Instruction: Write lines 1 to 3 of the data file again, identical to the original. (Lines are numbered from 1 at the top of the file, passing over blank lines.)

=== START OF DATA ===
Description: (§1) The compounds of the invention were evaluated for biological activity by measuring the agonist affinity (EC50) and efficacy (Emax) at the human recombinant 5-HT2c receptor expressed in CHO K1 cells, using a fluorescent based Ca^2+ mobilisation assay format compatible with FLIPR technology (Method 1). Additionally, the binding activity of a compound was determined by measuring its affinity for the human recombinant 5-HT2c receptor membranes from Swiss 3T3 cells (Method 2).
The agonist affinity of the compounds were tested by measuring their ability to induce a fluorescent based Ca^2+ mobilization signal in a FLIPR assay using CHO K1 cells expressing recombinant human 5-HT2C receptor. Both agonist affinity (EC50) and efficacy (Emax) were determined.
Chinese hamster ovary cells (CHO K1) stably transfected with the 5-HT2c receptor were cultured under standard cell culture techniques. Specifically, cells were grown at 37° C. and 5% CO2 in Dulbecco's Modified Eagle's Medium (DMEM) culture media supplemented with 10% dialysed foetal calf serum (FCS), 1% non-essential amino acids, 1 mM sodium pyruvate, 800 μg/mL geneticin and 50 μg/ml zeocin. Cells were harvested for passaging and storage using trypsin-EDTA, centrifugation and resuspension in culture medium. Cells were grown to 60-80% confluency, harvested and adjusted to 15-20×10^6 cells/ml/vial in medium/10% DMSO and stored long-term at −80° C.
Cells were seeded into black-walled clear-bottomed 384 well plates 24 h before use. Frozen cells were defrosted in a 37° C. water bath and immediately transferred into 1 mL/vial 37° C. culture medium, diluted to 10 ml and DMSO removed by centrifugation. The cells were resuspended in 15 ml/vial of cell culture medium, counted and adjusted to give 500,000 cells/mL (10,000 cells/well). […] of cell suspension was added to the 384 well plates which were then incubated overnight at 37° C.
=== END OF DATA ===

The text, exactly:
Description: (§1) The compounds of the invention were evaluated for biological activity by measuring the agonist affinity (EC50) and efficacy (Emax) at the human recombinant 5-HT2c receptor expressed in CHO K1 cells, using a fluorescent based Ca^2+ mobilisation assay format compatible with FLIPR technology (Method 1). Additionally, the binding activity of a compound was determined by measuring its affinity for the human recombinant 5-HT2c receptor membranes from Swiss 3T3 cells (Method 2).
The agonist affinity of the compounds were tested by measuring their ability to induce a fluorescent based Ca^2+ mobilization signal in a FLIPR assay using CHO K1 cells expressing recombinant human 5-HT2C receptor. Both agonist affinity (EC50) and efficacy (Emax) were determined.
Chinese hamster ovary cells (CHO K1) stably transfected with the 5-HT2c receptor were cultured under standard cell culture techniques. Specifically, cells were grown at 37° C. and 5% CO2 in Dulbecco's Modified Eagle's Medium (DMEM) culture media supplemented with 10% dialysed foetal calf serum (FCS), 1% non-essential amino acids, 1 mM sodium pyruvate, 800 μg/mL geneticin and 50 μg/ml zeocin. Cells were harvested for passaging and storage using trypsin-EDTA, centrifugation and resuspension in culture medium. Cells were grown to 60-80% confluency, harvested and adjusted to 15-20×10^6 cells/ml/vial in medium/10% DMSO and stored long-term at −80° C.